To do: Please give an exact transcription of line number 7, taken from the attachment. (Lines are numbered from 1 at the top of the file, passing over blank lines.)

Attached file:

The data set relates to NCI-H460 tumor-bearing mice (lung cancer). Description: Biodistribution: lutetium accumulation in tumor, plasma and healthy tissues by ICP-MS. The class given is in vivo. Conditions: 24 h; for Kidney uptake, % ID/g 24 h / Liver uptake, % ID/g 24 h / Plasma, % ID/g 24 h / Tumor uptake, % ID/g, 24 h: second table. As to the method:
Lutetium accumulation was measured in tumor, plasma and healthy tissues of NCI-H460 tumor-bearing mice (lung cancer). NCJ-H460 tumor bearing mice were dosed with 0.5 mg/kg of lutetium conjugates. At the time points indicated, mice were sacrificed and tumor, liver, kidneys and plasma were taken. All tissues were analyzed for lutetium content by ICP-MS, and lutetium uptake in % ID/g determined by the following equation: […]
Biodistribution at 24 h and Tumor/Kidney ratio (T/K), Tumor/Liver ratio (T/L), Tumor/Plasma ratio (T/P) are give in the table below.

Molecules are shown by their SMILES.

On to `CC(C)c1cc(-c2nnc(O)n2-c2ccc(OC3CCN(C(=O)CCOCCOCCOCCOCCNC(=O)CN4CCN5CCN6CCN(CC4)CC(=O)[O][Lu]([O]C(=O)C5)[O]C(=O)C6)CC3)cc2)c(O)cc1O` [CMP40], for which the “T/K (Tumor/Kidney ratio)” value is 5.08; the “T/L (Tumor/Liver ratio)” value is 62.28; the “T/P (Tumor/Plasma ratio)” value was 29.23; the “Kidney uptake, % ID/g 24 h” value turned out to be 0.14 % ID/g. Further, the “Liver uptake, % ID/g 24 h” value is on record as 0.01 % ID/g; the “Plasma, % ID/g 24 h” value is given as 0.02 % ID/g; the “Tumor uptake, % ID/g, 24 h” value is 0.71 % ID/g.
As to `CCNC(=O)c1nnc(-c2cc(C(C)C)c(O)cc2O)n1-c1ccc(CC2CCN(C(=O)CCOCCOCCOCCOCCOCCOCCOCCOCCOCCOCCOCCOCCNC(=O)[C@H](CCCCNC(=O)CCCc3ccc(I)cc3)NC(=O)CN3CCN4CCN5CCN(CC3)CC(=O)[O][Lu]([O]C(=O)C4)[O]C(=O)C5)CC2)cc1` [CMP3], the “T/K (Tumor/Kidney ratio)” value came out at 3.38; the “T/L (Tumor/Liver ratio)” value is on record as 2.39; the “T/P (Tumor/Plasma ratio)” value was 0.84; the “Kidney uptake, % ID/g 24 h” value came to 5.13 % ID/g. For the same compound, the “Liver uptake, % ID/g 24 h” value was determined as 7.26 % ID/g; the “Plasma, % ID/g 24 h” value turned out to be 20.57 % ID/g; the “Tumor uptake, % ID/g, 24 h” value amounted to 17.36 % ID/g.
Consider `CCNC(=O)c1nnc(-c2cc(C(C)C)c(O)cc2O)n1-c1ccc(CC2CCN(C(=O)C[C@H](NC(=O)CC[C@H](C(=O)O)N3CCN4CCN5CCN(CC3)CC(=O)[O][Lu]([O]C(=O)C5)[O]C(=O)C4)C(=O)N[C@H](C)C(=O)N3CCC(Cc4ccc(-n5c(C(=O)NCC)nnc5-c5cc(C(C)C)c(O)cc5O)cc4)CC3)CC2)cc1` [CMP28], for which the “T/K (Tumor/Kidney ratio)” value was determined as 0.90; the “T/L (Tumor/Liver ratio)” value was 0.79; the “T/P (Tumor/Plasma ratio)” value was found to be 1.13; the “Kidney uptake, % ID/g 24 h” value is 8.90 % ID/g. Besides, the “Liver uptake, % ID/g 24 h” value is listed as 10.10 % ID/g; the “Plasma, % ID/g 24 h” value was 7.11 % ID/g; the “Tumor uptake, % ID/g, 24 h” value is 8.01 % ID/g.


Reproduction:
Consider `CCNC(=O)c1nnc(-c2cc(C(C)C)c(O)cc2O)n1-c1ccc(CC2CCN(C(=O)C[C@H](NC(=O)CC[C@H](C(=O)O)N3CCN4CCN5CCN(CC3)CC(=O)[O][Lu]([O]C(=O)C5)[O]C(=O)C4)C(=O)N[C@H](C)C(=O)N3CCC(Cc4ccc(-n5c(C(=O)NCC)nnc5-c5cc(C(C)C)c(O)cc5O)cc4)CC3)CC2)cc1` [CMP28], for which the “T/K (Tumor/Kidney ratio)” value was determined as 0.90; the “T/L (Tumor/Liver ratio)” value was 0.79; the “T/P (Tumor/Plasma ratio)” value was found to be 1.13; the “Kidney uptake, % ID/g 24 h” value is 8.90 % ID/g. Besides, the “Liver uptake, % ID/g 24 h” value is listed as 10.10 % ID/g; the “Plasma, % ID/g 24 h” value was 7.11 % ID/g; the “Tumor uptake, % ID/g, 24 h” value is 8.01 % ID/g.